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Colts owner puts Kerouac scroll on display

Exhibit curator Dale Ogden with Jack Kerouac’s 120-foot-long scroll.
Exhibit curator Dale Ogden with Jack Kerouac’s 120-foot-long scroll.DARREN DURLACH/GLOBE STAFF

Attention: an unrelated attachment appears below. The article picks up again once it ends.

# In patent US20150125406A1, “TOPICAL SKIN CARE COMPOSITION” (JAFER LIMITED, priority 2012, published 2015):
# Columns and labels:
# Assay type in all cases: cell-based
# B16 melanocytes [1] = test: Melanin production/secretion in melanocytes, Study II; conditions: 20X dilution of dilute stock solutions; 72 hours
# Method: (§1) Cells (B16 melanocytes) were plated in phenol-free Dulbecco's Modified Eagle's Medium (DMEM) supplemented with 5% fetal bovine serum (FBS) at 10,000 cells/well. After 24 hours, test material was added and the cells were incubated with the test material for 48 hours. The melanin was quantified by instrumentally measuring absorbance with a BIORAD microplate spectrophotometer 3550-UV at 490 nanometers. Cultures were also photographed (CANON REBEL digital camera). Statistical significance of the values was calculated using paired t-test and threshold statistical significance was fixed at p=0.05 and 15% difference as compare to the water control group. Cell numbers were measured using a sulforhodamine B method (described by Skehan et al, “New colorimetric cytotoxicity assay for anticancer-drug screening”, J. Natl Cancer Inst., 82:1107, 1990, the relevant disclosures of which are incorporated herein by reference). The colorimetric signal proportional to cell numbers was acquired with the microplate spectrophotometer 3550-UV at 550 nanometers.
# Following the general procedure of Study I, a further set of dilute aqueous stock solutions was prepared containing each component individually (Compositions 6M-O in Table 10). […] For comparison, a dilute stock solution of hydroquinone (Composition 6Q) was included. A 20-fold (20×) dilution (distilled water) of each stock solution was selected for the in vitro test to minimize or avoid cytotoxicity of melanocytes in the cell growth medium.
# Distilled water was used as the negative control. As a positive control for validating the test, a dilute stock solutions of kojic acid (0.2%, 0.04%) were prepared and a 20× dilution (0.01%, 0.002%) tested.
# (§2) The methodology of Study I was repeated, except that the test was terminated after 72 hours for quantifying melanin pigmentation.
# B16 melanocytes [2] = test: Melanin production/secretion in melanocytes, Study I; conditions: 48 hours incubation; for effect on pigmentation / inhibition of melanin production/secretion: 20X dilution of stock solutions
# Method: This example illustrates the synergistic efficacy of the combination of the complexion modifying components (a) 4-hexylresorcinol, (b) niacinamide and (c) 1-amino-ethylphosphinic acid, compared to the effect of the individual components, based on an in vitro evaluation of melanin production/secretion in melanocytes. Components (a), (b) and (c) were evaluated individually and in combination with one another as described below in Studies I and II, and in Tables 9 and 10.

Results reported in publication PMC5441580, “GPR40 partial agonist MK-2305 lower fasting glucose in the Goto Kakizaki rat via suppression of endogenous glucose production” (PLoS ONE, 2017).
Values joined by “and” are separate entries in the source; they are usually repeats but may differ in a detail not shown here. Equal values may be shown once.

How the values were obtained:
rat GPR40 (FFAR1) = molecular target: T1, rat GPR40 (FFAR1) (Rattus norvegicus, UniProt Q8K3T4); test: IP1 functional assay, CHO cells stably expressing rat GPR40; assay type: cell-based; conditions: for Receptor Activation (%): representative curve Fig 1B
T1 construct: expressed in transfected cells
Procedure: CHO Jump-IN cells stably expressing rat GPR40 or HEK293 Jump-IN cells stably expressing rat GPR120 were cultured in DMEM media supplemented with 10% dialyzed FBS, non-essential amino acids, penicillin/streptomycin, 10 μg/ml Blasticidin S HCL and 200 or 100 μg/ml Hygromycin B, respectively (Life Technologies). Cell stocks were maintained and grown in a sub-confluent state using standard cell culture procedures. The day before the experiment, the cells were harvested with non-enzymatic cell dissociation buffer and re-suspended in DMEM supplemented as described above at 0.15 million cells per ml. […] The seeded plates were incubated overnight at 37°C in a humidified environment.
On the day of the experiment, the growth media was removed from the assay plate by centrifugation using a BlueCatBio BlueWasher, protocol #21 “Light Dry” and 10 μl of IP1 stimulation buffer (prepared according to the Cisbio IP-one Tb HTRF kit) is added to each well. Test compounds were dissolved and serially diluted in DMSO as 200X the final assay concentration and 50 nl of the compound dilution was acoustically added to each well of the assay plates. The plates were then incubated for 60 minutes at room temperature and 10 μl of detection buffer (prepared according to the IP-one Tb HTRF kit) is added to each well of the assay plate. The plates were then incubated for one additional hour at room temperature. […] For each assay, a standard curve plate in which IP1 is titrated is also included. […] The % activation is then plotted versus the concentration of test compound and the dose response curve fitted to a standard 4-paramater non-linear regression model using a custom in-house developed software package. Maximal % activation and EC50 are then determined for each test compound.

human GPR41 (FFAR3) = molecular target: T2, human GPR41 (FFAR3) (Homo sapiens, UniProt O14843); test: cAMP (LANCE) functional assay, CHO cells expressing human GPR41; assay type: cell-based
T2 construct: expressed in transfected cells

It's a Super Bowl tradition for the host owner - in this case, that'd be Indianapolis Colts kahuna Jim Irsay - to throw a party for friends and fellow NFL owners a few nights before the big game. Because Irsay is a bit of an eccentric, he used last night's VIP affair at the Indiana State Museum to show off a few items from his unusual collection of iconic keepsakes. None of these eclectic artifacts is more impressive than the 120-foot-long scroll/manuscript of "On the Road,'' the celebrated novel by Lowell-bred Beat writer Jack Kerouac. Irsay bought the document at auction a decade ago - he paid $2.43 million - but has only unfurled it once before, at the University of Iowa a few years ago. (The scroll is usually kept at Irsay's office at the Colts complex in Indianapolis.) "The scroll was done in 1951 and the book was published in 1957,'' explains Dale Ogden, who curated the exhibit and took us on a tour yesterday. "As any 60-year-old document that's been used and abused over the years - the end of the scroll was chewed off by Kerouac's roommate's dog - it's fragile.'' (Consequently, the scroll is being displayed beneath UV-filtering plexiglass and lights are not directly on the document.) The Kerouac manuscript is the centerpiece of the Irsay collection, but there are other eye-catching items at the museum exhibit, including guitars from George Harrison, Elvis Presley, Keith Richards, Bruce Springsteen, and Jerry Garcia's axe "Tiger.'' "Jim has over 60 guitars,'' says Ogden. "As an old, unreconstructed Deadhead, I'd seen 'Tiger' played several times, so it's cool to have it here.'' (It's a nice break from handling mastodon skulls, of which the Indiana State Museum has a few.) Don't care about guitars? Irsay's priceless paraphernalia also includes letters written by George Washington and Thomas Jefferson, Austin Powers's glasses, and the first draft of the script for "Monty Python and the Holy Grail.''